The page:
Appropriate materials; Decorated, neat; Sound quality almost similar to that of the original instrument

Appropriate and creatively modified materials; Decorated within the context of the instrument; Neat and durable; Sound quality most similar to that of the original instrument

48

INDIVIDUAL / PAIR ACTIVITY

Make a scrapbook of Southeast Asian musical instruments. Carefully organize the pictures in your scrapbook and include a brief description about each instrument. Refer to the following assessment rubric for the criteria.

 

Scrapbook Rubrics

 

Points

4

3

2

1

Earned

Assessm

 

ent

 

Advanced

Approaching

Developing

Beginner

Sel

Tea

Proficiency

f

cher

Content

Information is

Main points

Some main

Main points

   

complete and

are covered

points and

are not

is enhanced

but lack

details are

complete

by accurate

some

missing

and are

and

details

greatly

appropriate

lacking in

details

detail

Pictures, photographs, or other similar devices add to overall effectiveness of the scrapbook; captions are relevant and explanatory

Number and

More and

Very little pictorial representatio n is present;

   

types of

better

visuals are

visuals

adequate,

could be

as are

used;

 

captions

captions

captions are

only

incomplete

identify and

label rather

than

explain

Space, shapes and colors provide information themselves and add to the overall effectiveness of scrapbook

Design

Shows

There is no consideration of design elements and principles

   

elements

evidence of

and

use of

principles

some

used are

design

adequate

elements

and

 

principles

 

All sources are properly and thoroughly cited; the number / types of sources are exceeded

The minimum number/type s of sources are present and are cited properly

Sufficient

The list of sources is inadequate in number / types and format of items

   

number/typ

es of

sources

are lacking;

not all

citations

 

are

 
 

formatted

properly

49

Theme

There is

Most of the information relate to the theme of the scrapbook. The cover is relevant to the contents.

Only a

Confusing

wholeness

portion of

and/ or

about the

the

inconsistent

scrapbook; the

information

theme is

relates to

consistent

the theme

throughout.

of the

The cover

scrapbook.

clearly

The cover

identifies the

 

is unclear

theme.

in its

message.

Overall

The

All the requirement s of the assignment have been fulfilled. The scrapbook is neat and presentable.

Only some

Few of the assignment requirements have been met. The presentation as a whole lacks neatness.

effectiv

requirements

of the

eness

of the

assignment

assignment

requiremen

have been

ts are

exceeded. The

fulfilled.

scrapbook is

The

very creative

scrapbook

and

lack

interesting.

 

neatness.

 

SUMMARY

The music of Southeast Asia has been present since the 2 nd to 3 rd Century BC. Music is an important part of their lives because they use it for rituals, ceremonies, courting, and entertainment.

Instruments in Southeast Asia can be classified according to the Hornbostel-Sachs classification. Most of the instruments are percussive with an exception of some aerophones and chordophones. Each country’s musical instruments and even some songs are somewhat similar to each other due to their history of trading and migration.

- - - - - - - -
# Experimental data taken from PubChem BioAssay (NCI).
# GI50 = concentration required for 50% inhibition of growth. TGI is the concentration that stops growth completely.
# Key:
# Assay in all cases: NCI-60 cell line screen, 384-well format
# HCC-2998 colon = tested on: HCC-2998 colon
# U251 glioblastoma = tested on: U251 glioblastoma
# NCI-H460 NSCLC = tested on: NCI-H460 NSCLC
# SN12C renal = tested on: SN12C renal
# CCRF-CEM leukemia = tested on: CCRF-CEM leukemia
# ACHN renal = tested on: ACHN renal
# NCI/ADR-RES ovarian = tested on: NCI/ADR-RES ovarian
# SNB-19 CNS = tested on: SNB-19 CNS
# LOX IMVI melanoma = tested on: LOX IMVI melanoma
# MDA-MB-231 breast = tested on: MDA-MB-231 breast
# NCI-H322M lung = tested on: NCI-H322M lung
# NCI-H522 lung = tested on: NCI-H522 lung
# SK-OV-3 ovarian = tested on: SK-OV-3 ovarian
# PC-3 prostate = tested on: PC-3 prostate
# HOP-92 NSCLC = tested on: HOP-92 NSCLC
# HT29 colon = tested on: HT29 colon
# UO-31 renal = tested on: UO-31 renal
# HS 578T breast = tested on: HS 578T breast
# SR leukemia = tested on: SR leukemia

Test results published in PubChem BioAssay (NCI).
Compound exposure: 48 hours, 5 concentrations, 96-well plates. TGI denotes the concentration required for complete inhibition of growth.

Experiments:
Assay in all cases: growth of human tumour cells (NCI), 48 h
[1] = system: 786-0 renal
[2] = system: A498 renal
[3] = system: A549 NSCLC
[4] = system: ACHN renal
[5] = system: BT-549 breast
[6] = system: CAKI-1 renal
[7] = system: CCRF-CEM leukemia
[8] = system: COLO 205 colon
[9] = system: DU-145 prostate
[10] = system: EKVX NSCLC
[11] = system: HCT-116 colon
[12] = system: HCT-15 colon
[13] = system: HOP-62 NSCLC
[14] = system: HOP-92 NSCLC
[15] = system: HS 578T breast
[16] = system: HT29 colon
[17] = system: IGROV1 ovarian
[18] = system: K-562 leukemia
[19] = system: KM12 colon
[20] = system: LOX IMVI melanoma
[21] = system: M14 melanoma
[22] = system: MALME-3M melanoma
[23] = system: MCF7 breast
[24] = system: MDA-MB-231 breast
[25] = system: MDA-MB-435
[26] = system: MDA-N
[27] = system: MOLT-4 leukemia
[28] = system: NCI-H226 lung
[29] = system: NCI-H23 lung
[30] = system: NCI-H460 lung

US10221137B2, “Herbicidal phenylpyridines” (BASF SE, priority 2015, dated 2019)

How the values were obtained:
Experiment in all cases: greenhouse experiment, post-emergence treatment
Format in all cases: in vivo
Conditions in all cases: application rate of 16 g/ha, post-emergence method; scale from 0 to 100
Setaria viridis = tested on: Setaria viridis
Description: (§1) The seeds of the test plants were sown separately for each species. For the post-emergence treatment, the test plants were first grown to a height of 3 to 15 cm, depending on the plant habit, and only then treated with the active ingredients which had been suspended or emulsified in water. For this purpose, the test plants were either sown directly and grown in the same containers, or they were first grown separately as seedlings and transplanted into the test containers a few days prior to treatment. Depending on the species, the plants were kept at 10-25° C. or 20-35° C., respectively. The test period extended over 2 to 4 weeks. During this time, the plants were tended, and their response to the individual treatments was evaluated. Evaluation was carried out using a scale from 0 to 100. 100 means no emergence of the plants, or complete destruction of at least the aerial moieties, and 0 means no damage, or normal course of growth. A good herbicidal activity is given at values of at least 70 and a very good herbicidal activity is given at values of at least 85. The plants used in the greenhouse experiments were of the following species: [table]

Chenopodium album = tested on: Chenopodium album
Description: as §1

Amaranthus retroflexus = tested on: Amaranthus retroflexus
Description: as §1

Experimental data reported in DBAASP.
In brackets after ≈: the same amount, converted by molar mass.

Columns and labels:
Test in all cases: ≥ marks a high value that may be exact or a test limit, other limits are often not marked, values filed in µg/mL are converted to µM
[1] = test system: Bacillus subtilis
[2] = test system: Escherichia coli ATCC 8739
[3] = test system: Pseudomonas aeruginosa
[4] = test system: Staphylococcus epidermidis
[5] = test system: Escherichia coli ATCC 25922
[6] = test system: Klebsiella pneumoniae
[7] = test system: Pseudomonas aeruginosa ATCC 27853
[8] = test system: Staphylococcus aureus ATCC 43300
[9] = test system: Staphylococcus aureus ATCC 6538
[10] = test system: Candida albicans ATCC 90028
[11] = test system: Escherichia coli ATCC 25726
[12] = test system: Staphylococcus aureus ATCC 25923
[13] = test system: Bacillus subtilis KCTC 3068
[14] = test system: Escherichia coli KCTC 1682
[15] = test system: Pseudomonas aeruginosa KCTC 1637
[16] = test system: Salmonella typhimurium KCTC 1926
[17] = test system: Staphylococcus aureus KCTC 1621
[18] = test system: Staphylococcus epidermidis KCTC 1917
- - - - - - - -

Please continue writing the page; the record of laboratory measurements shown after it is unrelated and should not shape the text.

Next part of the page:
Songs from Southeast Asia commonly use pentatonic (5-tone) scales or heptatonic (7-tone) scales

Aerophone

Chordophone

Form

Glossary

any musical instrument that produces sound primarily by causing a body of air to vibrate any musical instrument that makes sound by way of a vibrating string or strings stretched between two points the structure of a musical composition

50

Idiophone

any musical instrument which creates sound primarily

Kulintang

by way of the instrument vibrating by itself an ancient instrumental form of music composed on a

Membranophone

row of small, horizontally-laid gongs that function melodically, accompanied by larger, suspended gongs and drums any musical instrument which produces sound

Meter

primarily by way of a vibrating stretched membrane the pattern of beats that combines to form musical

Rasa Sayang

rhythm a song literally means "loving feeling." This Malay folk

Tempo

song is popular in Indonesia, Malaysia, and Singapore. the speed or pace of a given piece of music

Texture

the effect of the different components of a piece of

Timbre

music such as melody, harmony rhythm, or the use of different instruments the quality or color of tone of an instrument or voice

Tonality

the relationship between the notes and chords of a passage or work that tends to establish a central note or harmony as its focal point.

References

http://www.youtube.com/watch?feature=endscreen&NR=1&v=MQnSM7_ks

sM

http://www.youtube.com/ watch?v=3vezWaMh3M0

Encarta Encyclopedia Notation in Vietnamese court music

http://www.vnmusicologyinst.vnn.vn/english/information/bai_HTkyamtrongANCD_7

_08.htm

Share the Music: McMillan/McGraw-Hill Publishing Company New York Ru Con:http://www.youtube.com/watch?v=Z2BCBrHE-dw

51